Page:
Staff Book Reviewer Spencer Dew is the author of the novel Here Is How It Happens (Ampersand Books, 2013), the short story collection Songs of Insurgency (Vagabond Press, 2008), the chapbook Mont-Saint-Michel and Chartres (Another New Calligraphy, 2010), and the critical study Learning for Revolution: The Work of Kathy Acker (San Diego State University Press, 2011). His Web site is spencerdew.com.
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Caldwell begins this collection of autobiographical essays by reflecting on her previous collection of autobiographical essays. “The essays in my first collection divulged what most would call TMI,” she writes, followed by a highlight reel blurbing said collection. Contemplation of her last memoir serves as introduction to the current one, which, she warns us, will be a bit different, mainly because it will be informed by more experience.
The liberating thing about publishing an essay collection before you are a fully formed person is that there is nothing to fear. You have no readers. No experience. No memories of doing it before. No wounds. The bad thing about publishing an essay collection at twenty-five, when the frontal lobe has barely finished developing, is that there is nothing to fear. No readers. No experience. No memories of doing it before. No wounds.
Now she has some wounds and memories, experiences, fears, and readers. So while there’s some of the juicy revelation of the previous volume—’When we were six years old . . . We’d . . . straddle and hump each other. That’s how I learned to orgasm.”—and some hard-swinging opening lines—“I got a pedicure each time I promised myself I’d stop doing heroin—which is to say, I got pedicures that whole summer.”—there is, here, a double sense both of a life already given the memoir treatment, leaving little left but to reflect on that memoir treatment—“The end of the Buzzfeed article quotes me as saying, ‘I’m O.K. with [the label] bisexual.’ It makes me cringe. I have issues with labels, yet don’t know what to do without them.”—or to push into new revelations—she’s bisexual!—and a life teetering toward the verge of a new kind of self-awareness—like that itch of annoyance at the category of “bisexual,” and a refreshing recognition of privilege regarding her attitude toward sexual identity (though this, to be fair, is nudged upon her by a bystander: “‘Everyone’s gay!’ I said, excited about my newfound sexuality. ‘That’s easy for a straight white woman to say,’” remarks a gay male.)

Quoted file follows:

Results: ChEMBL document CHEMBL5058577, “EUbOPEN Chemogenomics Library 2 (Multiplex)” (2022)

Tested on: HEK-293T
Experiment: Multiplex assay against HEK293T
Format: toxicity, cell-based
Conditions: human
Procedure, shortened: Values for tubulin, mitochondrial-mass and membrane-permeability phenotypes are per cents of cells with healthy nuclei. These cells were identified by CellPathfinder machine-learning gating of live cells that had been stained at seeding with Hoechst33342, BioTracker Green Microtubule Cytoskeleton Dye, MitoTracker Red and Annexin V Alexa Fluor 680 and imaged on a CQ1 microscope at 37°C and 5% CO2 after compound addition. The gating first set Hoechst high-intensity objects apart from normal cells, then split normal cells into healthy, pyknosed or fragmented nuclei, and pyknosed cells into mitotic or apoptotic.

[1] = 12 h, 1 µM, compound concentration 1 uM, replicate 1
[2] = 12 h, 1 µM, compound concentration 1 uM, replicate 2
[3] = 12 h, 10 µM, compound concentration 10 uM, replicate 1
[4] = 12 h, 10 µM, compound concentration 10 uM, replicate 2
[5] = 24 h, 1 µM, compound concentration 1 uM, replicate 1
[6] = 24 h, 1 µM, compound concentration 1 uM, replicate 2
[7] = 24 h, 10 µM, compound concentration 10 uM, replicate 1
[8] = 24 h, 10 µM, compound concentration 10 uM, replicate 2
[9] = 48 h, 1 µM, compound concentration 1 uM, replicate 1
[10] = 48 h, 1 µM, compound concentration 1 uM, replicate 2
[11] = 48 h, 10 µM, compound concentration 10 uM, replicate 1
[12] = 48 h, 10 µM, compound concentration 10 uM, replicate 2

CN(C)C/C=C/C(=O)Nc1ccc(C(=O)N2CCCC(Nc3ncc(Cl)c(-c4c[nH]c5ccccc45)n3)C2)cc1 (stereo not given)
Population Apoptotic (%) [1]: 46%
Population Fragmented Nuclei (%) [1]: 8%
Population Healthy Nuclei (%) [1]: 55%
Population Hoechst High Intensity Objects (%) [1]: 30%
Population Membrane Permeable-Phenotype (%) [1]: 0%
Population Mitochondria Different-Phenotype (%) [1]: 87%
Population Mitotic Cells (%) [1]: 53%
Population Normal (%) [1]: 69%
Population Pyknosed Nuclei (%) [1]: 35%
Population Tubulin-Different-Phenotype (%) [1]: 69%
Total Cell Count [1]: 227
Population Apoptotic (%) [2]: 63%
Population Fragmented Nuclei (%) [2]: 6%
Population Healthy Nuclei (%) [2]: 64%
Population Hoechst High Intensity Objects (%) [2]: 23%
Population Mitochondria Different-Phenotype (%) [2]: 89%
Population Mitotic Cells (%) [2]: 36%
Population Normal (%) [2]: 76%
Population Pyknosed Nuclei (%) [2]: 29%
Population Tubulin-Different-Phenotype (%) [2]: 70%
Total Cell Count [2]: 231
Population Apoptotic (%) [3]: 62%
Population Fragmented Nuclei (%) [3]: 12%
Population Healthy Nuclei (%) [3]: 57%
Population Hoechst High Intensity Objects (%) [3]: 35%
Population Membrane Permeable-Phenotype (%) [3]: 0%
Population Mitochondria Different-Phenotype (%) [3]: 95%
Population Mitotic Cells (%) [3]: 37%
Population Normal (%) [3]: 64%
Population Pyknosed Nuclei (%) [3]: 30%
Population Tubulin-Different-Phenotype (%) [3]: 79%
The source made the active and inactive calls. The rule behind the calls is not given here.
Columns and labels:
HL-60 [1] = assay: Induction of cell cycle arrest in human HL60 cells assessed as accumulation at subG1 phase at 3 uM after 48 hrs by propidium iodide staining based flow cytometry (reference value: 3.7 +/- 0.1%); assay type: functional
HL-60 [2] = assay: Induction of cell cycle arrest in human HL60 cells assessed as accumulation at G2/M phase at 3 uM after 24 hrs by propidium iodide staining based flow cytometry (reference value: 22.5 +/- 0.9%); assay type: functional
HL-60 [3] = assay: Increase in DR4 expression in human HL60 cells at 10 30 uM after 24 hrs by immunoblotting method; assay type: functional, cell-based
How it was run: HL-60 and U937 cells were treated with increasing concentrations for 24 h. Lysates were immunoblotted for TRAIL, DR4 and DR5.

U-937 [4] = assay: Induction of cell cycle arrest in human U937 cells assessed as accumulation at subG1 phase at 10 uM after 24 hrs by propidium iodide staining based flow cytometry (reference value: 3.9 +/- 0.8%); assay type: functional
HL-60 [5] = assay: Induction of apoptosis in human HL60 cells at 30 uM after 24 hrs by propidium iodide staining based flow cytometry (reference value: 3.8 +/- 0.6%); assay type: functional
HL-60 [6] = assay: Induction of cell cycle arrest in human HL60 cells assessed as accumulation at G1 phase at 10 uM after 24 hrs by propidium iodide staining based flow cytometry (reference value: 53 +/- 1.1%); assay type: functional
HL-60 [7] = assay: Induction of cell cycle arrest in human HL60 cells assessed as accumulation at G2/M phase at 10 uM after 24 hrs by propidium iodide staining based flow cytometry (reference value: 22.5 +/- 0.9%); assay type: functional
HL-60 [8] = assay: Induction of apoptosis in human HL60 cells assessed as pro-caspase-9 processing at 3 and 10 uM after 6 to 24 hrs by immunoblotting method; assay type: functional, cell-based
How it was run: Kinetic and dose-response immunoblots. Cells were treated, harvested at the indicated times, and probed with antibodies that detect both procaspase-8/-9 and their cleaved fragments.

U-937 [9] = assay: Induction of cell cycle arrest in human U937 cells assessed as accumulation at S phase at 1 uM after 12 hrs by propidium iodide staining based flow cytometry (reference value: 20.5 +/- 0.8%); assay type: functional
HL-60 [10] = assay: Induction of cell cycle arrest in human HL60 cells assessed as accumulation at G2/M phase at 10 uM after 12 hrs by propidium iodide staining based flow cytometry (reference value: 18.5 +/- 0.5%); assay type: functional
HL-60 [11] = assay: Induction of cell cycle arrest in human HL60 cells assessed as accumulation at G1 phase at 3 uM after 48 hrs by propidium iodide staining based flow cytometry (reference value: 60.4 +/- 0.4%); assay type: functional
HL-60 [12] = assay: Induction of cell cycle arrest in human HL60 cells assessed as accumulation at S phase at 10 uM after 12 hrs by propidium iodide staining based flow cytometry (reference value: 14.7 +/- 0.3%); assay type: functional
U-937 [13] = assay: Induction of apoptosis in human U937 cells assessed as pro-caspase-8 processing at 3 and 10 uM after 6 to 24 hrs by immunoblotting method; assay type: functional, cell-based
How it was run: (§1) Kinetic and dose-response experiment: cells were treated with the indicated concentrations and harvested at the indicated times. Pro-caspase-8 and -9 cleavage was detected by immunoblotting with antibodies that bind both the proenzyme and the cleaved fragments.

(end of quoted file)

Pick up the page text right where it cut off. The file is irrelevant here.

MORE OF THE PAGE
“When I was writing my first essay collection, I felt no shame. But now, because of the repercussions, or people being able to Google me and read about my acne, my sex life, my family, I feel shame. Who do I think I am to write about myself? Who do I think I am to be so solipsistic?” While I didn’t find a direct answer in these pages, one response to such questions is a kind of ironic remove, a tongue-in-cheek to the narration, a wry edge to the bourgeois measure of time—“You make kale chips. One friend has a heart attack and another has a baby.”—or that species of youthful poverty that is as much romantic aping of poverty as it is actual lack of resources—“I often go into my mom’s or dad’s house with a backpack when they’re not home to steal necessities—I leave with an extra roll of toilet paper, some tea, a can of black beans, and a box of pasta I’m sure they won’t miss.” This tone characterizes, too, Caldwell’s recounting of her brushes with celebrities, the wisdom her straight edge yoga teacher imparts to her classes, and even her hope for this book to inspire, in its readers, “a touch of participation mystique while reading about my sometimes poor decisions.” The attitude feels very ‘90s, at times pleasantly so—a kind of nostalgia trip—at other times more rigidly defensive, as in a moving piece about Caldwell’s friendship with and the untimely death of Maggie Estep:
I have a vague memory of going to a protest. We rarely did anything, so when we did, it felt like an epiphany. I e-mailed the article about the protest the next morning to both my parents, telling them I attended. Was it a general economic protest? my dad wrote back. I didn’t answer the e-mail, I didn’t have a clue what the protest was for.
This reads like, of course—this is—a line from another era. But memoirs are like selfies, or, as back in Estep’s day, photo booth strips: relics of a moment, detritus of a certain kind of world. Escape into Caldwell’s contemplation of her own self may well serve some readers as a tonic for, or at least a momentary respite from, our own circumstances. The volume, complete with reading guide and author interview, seems designed for book clubs and group conversation.
Official Chloe Caldwell Web Site
Official Emily Books Web Site